Solution for Analog Stickers

Analog sticks tended to trigger when the player didn’t expect them to, especially when the stick was close to the center. The main solution here was to increase the dead zone. This meant you really needed to push in a direction to go that way. We also shortened the default timestep to increase the feeling of responsiveness.

Unexpected benefits

Something that fell out of this whole system was the ability to also slow down each timestep. There’s a point in the game where you are running out of energy and your character is about to die. We intentionally slow down the timestep here so that each step feels exhausting and laborious. It is a nice little example of using control feel to provoke an emotional response.

I certainly wasn’t expecting to discover a strong sense of game feel in a turn-based, grid-based rogue-like. But that’s the joy of bottoms up prototyping. We watch the players react to our functional prototypes and listen for opportunities. Then we amplify them.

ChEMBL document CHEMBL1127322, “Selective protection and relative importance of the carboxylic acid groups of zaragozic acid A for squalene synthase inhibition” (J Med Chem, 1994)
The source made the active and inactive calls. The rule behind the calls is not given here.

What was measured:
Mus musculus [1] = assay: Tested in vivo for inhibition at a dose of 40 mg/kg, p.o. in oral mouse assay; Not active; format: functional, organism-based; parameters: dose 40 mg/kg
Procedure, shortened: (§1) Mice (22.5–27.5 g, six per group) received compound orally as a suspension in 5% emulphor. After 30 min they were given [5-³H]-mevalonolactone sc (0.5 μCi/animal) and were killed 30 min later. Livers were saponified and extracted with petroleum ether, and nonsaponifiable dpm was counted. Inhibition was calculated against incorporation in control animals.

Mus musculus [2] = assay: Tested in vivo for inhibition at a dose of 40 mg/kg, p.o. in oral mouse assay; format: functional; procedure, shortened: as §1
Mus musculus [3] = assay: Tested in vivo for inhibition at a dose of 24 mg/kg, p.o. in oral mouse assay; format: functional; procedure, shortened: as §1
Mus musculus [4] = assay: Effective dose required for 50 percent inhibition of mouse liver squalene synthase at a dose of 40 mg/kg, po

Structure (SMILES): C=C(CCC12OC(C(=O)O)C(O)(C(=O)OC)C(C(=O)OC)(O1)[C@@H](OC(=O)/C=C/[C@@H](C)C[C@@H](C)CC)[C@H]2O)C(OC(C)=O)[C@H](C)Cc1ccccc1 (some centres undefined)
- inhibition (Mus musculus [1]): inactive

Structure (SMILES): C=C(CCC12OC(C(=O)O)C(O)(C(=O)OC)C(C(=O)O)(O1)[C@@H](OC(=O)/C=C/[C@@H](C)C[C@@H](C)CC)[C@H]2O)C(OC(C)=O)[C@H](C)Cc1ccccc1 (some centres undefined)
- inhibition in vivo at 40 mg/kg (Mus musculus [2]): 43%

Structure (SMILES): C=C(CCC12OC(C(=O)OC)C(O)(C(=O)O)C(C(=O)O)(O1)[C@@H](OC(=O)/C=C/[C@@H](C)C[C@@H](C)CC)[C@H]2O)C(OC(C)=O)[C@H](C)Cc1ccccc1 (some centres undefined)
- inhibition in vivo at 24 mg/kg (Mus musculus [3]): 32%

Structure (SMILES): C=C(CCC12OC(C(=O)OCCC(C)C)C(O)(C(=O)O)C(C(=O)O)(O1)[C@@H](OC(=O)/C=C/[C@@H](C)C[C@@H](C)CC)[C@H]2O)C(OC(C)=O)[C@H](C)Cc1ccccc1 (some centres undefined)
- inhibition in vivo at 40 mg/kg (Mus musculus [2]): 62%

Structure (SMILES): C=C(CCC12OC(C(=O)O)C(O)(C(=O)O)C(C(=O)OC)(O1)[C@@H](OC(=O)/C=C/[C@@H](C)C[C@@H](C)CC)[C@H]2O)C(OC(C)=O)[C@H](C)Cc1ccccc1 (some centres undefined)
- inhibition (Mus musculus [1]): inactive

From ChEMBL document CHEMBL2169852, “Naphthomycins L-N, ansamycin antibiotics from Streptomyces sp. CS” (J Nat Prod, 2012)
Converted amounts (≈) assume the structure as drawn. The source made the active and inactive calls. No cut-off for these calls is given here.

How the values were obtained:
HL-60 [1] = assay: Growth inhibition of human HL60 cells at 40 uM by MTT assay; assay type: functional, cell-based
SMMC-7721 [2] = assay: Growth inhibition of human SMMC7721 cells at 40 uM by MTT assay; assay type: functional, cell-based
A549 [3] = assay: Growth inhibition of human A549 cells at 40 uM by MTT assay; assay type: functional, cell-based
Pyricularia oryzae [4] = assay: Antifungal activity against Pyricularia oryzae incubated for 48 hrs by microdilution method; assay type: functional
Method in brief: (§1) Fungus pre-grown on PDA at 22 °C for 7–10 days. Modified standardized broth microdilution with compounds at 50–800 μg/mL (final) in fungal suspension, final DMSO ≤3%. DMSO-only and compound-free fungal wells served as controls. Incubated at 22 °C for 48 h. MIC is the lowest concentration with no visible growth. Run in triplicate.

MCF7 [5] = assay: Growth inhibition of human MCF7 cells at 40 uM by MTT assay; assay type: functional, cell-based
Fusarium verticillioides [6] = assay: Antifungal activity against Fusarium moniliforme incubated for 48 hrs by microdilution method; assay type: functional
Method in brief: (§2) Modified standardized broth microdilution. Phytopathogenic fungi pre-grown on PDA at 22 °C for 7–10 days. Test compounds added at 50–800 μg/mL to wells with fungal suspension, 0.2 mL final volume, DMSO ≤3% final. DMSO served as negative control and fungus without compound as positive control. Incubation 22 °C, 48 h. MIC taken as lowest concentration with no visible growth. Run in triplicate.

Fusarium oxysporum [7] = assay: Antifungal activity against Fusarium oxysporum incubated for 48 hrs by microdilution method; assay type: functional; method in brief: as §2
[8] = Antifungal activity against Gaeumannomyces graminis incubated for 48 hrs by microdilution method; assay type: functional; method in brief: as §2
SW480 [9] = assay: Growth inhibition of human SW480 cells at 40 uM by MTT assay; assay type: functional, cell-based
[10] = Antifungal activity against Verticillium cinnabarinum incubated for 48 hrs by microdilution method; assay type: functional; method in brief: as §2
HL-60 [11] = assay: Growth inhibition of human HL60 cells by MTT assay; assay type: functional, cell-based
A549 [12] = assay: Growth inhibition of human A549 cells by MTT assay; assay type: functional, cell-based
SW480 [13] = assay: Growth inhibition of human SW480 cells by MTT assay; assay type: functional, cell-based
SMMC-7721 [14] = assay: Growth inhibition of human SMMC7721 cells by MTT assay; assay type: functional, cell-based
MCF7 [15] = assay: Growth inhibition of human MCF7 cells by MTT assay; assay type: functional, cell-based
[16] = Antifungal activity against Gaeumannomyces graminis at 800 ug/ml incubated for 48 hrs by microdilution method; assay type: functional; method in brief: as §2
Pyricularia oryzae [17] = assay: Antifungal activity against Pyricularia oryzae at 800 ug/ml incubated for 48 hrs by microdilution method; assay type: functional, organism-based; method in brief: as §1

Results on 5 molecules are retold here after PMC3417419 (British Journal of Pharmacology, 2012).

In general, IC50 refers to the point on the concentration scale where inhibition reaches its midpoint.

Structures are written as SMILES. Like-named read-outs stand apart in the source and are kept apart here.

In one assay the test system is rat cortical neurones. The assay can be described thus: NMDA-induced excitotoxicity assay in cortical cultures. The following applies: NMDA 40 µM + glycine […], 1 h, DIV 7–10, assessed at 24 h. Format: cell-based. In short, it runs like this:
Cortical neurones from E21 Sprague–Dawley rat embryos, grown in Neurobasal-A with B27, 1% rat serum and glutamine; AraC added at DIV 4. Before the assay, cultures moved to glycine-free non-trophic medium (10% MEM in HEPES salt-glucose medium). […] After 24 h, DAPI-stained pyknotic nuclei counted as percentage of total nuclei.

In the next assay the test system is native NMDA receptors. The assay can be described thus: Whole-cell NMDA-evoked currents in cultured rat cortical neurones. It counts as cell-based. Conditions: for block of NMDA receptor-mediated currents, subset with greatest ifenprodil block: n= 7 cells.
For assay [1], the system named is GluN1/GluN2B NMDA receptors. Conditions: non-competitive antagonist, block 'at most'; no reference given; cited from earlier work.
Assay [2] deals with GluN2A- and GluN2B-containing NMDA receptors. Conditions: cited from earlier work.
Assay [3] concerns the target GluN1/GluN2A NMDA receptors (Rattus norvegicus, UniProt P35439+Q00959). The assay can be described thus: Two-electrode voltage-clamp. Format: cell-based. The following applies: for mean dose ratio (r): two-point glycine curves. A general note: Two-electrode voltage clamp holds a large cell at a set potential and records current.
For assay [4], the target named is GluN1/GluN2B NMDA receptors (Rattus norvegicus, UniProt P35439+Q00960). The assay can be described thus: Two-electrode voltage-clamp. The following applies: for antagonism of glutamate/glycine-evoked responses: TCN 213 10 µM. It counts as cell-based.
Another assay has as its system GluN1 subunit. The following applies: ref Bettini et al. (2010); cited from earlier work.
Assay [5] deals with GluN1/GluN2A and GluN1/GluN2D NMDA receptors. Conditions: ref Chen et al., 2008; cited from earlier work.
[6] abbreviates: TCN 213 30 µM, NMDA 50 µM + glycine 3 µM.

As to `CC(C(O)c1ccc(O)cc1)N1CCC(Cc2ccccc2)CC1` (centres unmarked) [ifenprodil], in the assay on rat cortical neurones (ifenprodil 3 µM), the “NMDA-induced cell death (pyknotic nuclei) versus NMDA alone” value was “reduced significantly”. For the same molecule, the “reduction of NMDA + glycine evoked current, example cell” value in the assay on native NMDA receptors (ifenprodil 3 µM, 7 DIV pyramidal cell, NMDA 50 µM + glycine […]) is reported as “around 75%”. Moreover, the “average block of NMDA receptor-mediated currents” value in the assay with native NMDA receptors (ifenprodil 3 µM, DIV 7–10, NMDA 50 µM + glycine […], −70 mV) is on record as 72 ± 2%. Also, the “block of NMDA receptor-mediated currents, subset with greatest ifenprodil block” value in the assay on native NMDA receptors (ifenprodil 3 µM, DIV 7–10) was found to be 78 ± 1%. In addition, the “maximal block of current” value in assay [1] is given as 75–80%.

Future challenges

Ultimately the schedule only allowed so much time invested into movement prototypes, so I’m still not 100 percent satisfied.

Expert Holders will still express a rare desire for a ‘run key.’ And when you tap out commands quickly, the very slight lag and variable speed doesn’t quite feel as rock-solid as might be desired. If there were more time, I’d instrument real player patterns and graph the results visually to see if there are any obvious moments of awkwardness we could polish out. This, however, is more my own quest for perfection than anything that damages the release.

Sometimes you need to know when to stop. Movement was never going to be a delighter, so the most important goal was that issues found in playtests seem fixed.

After all this we now have solid movement animation in our grid based game that no one really notices. Perfect. If anything, this whole exercise was a reminder that seemingly solved ‘trivial’ topics in game design can be far more complex than they appear on the surface.

Are you a developer interested in contributing to Gamasutra's Game Design Deep Dive series? Email editor-in-chief Kris Graft:

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TC Weidner
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nice write up, I enjoyed it, very creative solutions you guys/gals came up with.

"After all this we now have solid movement animation in our grid based game that no one really notices." I also think people will indeed notice and enjoy even if they are not totally conscious of why they are enjoying it. Little touches like this is what adds life to games and make them "special" IMHO.

Barn Cleave